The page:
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Landfill: Frequently Asked Questions

 

Need additional information about the landfill?  Submit a question online or call (803) 755-3325.

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When is the landfill open?

Monday – Saturday, 7 a.m. to 4:30 p.m.

 

How much does it cost to dispose of items at the landfill?

See Lexington County’s Solid Waste Fee Schedule 

 

Is there anything I should know when bringing debris to the landfill?
Yes. State law requires vehicles be properly equipped to prevent loose material from escaping by blowing or spilling. Please make sure your truck or trailer is securely tarped to prevent "accidental" litter. Also, make sure there are no holes or cracks in your truck or trailer bed.

 

Can I take items from the landfill?

No. There is no scavenging allowed at the landfill or any other Lexington County Solid Waste Management site.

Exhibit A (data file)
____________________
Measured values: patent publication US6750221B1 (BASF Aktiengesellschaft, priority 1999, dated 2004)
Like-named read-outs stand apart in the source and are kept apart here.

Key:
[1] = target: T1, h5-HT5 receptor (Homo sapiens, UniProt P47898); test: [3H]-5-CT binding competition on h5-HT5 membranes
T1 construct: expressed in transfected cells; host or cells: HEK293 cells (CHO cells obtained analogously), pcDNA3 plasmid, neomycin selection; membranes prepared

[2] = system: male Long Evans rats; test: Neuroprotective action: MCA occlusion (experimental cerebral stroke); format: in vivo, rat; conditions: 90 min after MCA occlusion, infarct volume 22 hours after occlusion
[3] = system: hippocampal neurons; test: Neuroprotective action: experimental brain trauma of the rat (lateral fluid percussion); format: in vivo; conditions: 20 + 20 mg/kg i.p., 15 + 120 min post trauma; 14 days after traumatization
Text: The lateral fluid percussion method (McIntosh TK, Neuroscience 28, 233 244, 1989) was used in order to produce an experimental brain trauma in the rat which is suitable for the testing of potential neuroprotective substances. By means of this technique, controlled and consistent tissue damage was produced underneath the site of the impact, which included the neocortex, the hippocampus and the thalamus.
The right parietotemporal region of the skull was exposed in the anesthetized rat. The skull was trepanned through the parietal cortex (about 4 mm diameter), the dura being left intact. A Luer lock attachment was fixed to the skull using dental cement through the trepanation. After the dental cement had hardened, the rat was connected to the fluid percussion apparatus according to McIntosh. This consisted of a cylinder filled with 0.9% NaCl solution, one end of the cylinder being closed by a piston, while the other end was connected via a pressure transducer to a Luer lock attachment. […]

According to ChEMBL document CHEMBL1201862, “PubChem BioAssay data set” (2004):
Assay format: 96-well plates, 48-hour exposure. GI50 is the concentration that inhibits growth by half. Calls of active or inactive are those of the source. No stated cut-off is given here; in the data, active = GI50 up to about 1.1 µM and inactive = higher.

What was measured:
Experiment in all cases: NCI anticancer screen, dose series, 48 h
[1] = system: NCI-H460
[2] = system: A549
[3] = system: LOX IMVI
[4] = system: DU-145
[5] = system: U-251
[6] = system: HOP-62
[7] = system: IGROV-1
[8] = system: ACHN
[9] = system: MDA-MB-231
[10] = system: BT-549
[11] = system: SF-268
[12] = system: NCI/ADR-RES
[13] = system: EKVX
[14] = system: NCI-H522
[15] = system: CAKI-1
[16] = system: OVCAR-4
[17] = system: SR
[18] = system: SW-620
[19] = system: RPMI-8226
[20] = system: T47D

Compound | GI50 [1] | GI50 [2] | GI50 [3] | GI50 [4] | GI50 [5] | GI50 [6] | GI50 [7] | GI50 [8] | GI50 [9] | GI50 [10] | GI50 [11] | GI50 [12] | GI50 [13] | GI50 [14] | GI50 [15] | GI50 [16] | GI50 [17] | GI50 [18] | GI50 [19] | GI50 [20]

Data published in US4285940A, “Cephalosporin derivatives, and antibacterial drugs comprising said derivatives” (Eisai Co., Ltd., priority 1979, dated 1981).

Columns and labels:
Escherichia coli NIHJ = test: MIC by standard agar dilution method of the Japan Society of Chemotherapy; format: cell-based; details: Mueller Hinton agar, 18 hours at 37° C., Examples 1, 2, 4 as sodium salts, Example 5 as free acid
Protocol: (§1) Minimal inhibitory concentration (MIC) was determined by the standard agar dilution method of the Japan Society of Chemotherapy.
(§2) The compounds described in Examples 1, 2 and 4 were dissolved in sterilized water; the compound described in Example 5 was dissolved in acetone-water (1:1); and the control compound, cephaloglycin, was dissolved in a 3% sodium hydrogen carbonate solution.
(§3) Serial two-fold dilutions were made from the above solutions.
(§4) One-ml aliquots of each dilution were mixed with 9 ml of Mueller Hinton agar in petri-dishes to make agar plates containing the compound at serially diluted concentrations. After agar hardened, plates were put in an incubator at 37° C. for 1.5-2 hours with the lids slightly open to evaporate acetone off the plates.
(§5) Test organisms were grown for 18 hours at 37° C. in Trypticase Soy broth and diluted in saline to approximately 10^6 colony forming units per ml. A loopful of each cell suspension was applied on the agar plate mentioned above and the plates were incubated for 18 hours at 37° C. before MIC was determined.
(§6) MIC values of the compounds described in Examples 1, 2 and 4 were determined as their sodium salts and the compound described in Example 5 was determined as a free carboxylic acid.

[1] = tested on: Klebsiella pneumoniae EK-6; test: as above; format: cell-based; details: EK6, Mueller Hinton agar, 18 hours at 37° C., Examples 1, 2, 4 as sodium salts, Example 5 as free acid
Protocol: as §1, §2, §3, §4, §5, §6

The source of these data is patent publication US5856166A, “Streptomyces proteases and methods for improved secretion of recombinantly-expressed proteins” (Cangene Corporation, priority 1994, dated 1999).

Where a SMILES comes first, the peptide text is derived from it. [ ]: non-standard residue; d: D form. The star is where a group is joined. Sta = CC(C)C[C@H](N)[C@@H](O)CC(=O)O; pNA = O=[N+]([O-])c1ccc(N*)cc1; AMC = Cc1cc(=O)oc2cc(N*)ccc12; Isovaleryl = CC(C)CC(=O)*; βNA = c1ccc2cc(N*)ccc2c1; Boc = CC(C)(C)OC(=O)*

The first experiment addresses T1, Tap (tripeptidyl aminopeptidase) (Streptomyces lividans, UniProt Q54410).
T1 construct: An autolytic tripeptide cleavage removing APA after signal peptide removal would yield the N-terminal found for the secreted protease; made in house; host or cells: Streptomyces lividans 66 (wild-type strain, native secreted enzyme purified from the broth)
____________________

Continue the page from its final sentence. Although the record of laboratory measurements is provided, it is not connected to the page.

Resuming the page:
Do you accept tires?
Yes. State law bans tires from the landfill. Lexington County Solid Waste Management collects tires at their facility, where they are sorted and recycled. If the tires can easily be counted, the disposal fee is $1.50 per tire. Otherwise, it is $150 per ton.

 

Do you accept appliances?

Yes. State law bans white goods (appliances) from the landfill. Lexington County Solid Waste Management collects white goods, where they are sorted and recycled. The disposal fee for refrigeration units is $15 per unit. These items are separated and sent for Freon extraction. Non-Freon white goods are $22 per ton. All units must be empty.

 

What if the Freon has been removed from the refrigeration unit?

You must present a statement from a certified EPA technician on letterhead with their EPA certification number.

 

How much longer will Lexington County’s Construction & Demolition (C&D) landfill last?

Like other landfills, Lexington County’s C&D landfill is divided into a series of sections called "cells."  The current cell, opened in June 1987, should last another five or six years. When the 38-acre cell closes, another will be opened on the 498-acre Solid Waste Management property. Lexington County strongly promotes recycling, which can have a profound impact on the life expectancy of the landfill.

 

 

Lexington County Seal